I'm not a salesman for these things, btw: personally, I can't wait until LEDs are a really viable replacement without re-wiring (and preferably working with the existing dimmers). But in the meantime, they do save a significant amount of power.

    I agree with the poster above that these kinds of lights are a "bad thing" in many ways, but unfortunately they were what the previous owner of our house (who refurbished it) installed in about half the house. Our kitchen alone had 900W of halogens in its ceiling (18x 50W bulbs) and was brighter than an operating theatre! We've now replaced 12 of those with 20W Masterlines (it's a bit dimmer in that area, but frankly that's a good thing!) and the other 6 will be changed for 35W Masterlines when I get hold of them. Thus 900W becomes 450W, still not great, but a huge improvement.

    Some other rooms have also been changed from 50W bulbs to 20Ws without anyone in the family complaining that it's too dark.
  • Hello everyone,I have read through the above discussing. They are really useful for a good home lighting. You are talking about the price, heat problem and lumen problems.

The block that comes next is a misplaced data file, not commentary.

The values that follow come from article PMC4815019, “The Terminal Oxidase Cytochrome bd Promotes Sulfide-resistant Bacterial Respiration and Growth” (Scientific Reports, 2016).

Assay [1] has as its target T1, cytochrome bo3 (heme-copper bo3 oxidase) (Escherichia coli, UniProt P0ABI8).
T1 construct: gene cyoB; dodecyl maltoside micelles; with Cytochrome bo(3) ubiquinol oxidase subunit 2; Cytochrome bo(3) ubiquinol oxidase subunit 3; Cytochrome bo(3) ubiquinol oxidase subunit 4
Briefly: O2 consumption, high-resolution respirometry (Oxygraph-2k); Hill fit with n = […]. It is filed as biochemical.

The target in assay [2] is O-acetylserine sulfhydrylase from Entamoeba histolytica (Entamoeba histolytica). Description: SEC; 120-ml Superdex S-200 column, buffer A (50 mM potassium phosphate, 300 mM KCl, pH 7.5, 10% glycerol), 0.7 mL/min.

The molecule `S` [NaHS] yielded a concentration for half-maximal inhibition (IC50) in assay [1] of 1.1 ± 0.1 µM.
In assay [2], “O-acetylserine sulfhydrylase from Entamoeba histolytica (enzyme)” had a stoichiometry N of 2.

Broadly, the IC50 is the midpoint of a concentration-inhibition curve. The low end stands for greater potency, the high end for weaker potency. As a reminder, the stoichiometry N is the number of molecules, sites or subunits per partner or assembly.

I am the technicals of led factory. welcome for more friends enjoy our discussing. Now I explain you some problems.

    pricing: In your local, the government claim much tax on the profit and the dealer have to hire some workers for his company so that's why the retailing price is much expensive. But in HK 0.9P is of cheapest quality, even in China mainland and from o ur factory, we cannot produce at so low price with reasonable quality. The good one can last more than 10 years with little lumen degrading.

    Heat: some factories want to save cost and use so small shell for 6 or 9W, of course that will make a lot of heat out. And that's destroying the lifespan of the led. For cree 600 ~ 1100 lm that is called face led, but its power is about 10W, so need a big shell.

    If steve still need MR16 of high quality, you can write email to me at
    [EMAIL=""][email protected][/EMAIL] and I will give you some suggestion of led products and of course, welcome more friends to write email me. CCB advocates: " construct consumers' belief". :money: